Column : Whats next for emerging markets

Written by Deepak Gopinath | Updated: Aug 8 2011, 07:34am hrs
After last weeks dramatic rout in global markets, investors are now facing a new, and disquieting environment in which long-held verities have been stood on their head. The so-called developed countries are acting anything but and the previously unthinkable has become commonplace. The US teetered on the brink of default in late July as its dysfunctional political process failed to find a way of putting its debt burden on a sustainable basis. And that has now prompted Standard & Poors downgrade the USs once bulletproof AAA credit rating. Investors are realising that what was once considered safe is actually rather risky.

Meanwhile Europes sovereign debt crisis is spreading and the International Monetary Fund worries that it lacks the funds needed to help bail out Spain or Italy. All this as growth in the US and Europe is slowing. Clearly, were not in Kansas any more.

So is it time for investors to thrown in the towel and embrace the new world disorder Not quite. Capitulation would imply a wholesale rush out of risk assets, including emerging markets and commodities, and into traditional safe havens, such as gold and, yes, US Treasuries (even now there really is no alternative to these for investors looking for a refuge in times of market uncertainty). While that will no doubt be the initial reactionmarkets do tend to be correlated during a panicinvestors will become more discriminating once the dust settles.

The reality is that the global markets are still awash in liquidity and will soon be drowning in it. The US Federal Reserve may have ended QE2, its $600-billion bond-buying programme, in June, but it is not about to withdraw that liquidity. Just the opposite. Now that fiscal stimulus is off the table, monetary authorities in developed countries will rely increasingly desperately on flooding markets with additional liquidity to try and prevent the dreaded double-dip recession. All that liquidity has to go somewhere.

Thursdays global market rout will accelerate the reallocation of capital from stagnant and dysfunctional developed economies and into well-managed emerging markets. That process is already under way, with investors moving assets into emerging market sovereign debt. Over the last month, yields on emerging market sovereign bonds have fallen sharply by up to 75 basis points as investors seek new safe havens now that the traditional refuges are looking decidedly risky. The prices of debt from countries including Brazil, Russia and Mexico, which are perceived as good risks, soared in July.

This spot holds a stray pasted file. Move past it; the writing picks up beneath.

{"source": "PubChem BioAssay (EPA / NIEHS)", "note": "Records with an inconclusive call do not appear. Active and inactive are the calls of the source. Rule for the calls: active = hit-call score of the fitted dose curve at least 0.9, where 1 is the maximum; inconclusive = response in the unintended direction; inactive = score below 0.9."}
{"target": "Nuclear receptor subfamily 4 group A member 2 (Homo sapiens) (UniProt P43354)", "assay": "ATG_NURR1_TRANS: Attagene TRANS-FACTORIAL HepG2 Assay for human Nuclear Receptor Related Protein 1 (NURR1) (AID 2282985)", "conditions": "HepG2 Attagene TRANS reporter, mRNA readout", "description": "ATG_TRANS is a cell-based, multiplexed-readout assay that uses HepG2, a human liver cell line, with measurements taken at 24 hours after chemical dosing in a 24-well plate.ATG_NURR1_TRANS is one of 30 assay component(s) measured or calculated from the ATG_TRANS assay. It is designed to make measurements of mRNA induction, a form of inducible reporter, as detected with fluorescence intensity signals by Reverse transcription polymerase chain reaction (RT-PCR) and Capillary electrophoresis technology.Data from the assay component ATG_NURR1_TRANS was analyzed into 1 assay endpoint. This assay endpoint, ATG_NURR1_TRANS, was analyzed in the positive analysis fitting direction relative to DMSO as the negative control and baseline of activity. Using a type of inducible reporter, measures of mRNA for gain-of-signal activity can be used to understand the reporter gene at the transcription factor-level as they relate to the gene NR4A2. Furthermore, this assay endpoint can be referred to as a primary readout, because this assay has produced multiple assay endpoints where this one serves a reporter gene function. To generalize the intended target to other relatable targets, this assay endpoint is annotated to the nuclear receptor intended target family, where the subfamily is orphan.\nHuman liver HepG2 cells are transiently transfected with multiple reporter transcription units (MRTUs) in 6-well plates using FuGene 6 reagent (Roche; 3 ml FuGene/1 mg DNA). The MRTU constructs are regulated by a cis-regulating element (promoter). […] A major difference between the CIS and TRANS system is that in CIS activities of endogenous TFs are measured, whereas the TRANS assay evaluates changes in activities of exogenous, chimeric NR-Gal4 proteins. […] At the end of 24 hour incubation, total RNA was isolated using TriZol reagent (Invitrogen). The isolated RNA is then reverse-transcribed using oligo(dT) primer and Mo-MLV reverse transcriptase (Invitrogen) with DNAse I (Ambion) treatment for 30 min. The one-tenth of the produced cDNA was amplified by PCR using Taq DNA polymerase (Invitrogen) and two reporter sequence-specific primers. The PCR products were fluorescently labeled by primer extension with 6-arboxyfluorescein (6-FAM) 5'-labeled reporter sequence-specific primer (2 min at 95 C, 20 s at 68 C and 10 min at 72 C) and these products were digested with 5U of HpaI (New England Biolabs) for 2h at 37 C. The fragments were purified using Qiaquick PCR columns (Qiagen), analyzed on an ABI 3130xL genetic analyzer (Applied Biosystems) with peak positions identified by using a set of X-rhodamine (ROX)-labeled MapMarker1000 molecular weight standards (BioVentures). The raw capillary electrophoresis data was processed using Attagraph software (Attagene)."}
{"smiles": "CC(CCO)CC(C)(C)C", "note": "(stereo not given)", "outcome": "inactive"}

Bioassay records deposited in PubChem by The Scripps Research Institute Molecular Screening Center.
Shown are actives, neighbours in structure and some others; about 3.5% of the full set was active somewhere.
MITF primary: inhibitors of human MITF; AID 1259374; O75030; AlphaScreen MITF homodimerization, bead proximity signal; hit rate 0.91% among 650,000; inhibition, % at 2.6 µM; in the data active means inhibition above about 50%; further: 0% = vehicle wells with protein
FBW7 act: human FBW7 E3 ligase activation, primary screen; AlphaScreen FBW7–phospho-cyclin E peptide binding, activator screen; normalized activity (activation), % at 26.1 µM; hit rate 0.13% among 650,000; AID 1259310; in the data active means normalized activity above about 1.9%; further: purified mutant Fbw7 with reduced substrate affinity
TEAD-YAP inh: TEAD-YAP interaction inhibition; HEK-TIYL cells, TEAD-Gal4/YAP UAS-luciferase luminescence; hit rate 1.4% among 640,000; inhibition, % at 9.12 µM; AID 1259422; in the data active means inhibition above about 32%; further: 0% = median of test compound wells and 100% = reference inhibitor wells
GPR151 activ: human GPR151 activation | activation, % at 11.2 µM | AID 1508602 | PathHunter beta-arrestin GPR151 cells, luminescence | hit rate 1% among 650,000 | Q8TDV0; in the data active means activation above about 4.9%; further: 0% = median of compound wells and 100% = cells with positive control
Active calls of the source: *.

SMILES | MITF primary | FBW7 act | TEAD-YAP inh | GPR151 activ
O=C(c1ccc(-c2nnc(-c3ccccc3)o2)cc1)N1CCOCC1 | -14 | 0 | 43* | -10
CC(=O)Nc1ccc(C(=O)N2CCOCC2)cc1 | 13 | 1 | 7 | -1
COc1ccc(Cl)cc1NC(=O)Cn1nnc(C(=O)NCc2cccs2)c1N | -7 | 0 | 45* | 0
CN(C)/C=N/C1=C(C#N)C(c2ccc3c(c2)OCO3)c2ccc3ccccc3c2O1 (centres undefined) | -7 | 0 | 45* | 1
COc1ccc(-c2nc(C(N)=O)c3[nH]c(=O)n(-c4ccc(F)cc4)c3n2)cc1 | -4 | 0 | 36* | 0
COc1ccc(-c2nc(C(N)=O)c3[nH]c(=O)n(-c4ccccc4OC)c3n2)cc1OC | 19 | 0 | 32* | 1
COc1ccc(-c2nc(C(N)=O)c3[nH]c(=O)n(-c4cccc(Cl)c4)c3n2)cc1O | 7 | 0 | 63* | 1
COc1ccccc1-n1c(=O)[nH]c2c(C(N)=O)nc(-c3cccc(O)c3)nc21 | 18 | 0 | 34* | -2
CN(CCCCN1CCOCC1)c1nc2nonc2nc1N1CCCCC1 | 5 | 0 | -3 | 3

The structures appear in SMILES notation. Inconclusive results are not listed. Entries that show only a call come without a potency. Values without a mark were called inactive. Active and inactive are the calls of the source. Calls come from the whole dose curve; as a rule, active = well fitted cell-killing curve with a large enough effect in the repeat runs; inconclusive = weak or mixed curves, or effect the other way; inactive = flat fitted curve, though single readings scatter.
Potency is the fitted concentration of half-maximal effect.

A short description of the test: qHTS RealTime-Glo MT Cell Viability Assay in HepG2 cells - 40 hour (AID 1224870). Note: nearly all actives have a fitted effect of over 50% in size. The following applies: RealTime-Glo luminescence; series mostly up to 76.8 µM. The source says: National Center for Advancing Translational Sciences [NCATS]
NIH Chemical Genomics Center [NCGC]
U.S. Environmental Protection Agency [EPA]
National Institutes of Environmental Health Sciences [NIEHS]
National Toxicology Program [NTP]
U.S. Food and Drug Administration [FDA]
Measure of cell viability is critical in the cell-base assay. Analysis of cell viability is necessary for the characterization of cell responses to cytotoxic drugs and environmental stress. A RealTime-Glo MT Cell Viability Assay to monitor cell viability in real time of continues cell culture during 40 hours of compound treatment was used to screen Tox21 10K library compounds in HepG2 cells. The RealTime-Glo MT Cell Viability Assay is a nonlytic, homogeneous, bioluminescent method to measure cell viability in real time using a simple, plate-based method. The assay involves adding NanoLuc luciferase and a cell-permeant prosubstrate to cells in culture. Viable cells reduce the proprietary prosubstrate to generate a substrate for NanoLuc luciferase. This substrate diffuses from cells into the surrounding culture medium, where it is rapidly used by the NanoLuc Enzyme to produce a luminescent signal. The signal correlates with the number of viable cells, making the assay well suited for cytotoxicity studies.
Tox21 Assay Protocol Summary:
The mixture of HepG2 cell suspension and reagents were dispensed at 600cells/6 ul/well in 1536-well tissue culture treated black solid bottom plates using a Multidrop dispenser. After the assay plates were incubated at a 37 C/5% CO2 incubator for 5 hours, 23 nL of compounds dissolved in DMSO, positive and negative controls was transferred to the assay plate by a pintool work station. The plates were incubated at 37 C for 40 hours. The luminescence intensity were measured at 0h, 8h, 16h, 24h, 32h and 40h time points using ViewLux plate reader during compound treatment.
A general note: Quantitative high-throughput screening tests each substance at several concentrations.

The next asset class to benefit from investors search both for yield and new safe havens is likely to be emerging market equities (EMEs). For the time being, risk aversion means that EMEs are not on the majority of investors radar, especially given concerns about the impact of the economic slowdown in the US and Europe on emerging markets. But this risk is over-rated in our view. Emerging economies will have to show that they are able to sustain relatively fast growth and control inflation even as developed markets slow in order for investors to consider reallocating assets into EMEs.

In consequence, the reallocation of capital from developed markets to EMEs will take time to develop, but will be inevitable because of the ever-increasing amount of liquidity being pumped into global markets by US and European monetary authorities searches for a home as disorder in the developed world continues to run rampant. Liquidity creation will fuel inflation and emerging market currency overvaluation, and will also boost commodity prices as investors seek higher returns by investing in natural resources.

Of course, not all emerging markets will benefit equally from the asset re-allocation out of developed markets. As mentioned above, those countries that have demonstrated an ability to control inflation and sustain growth in the face of a slowing US and Europe are best positioned to benefit.

Looking across the major emerging markets, we remain bullish on countries like Russia and Indonesia. In Russia, inflation is falling rapidly, supporting the equity market, while Indonesian equities have been largely unaffected by global contagion, though the equity markets recent strong gains limit further upside. China, too, is relatively well positioned, even though the inflation cycle may take longer peak than earlier anticipated because of slowing global growth.

At the other end of the spectrum, the outlook for Brazil and Turkey remains negative. Brazil continues to lack a coherent economic strategy to deal with inflation. And, in Turkey, continued political turmoil will weigh on equity markets until later this year; markets are only likely to turnaround if the economy achieves a soft landing towards year end.

India lies somewhere in the middle. It has been hit hard by the global equity market correction. The country is not, at the moment, an obvious choice for investors looking to re-allocate assets away from developed countries, given slow progress on reforms combined with the ongoing struggle to control inflation. The solution to Indias inflation problems will require structural reforms that will be long in coming. However, the governments progress in pursuing its legislative agenda would be positive for markets. The bottom line is that ongoing crisis in the developed world could be an opportunity in disguise for emerging markets, but only if they play their cards right.

The author is global markets director of the research service, Trusted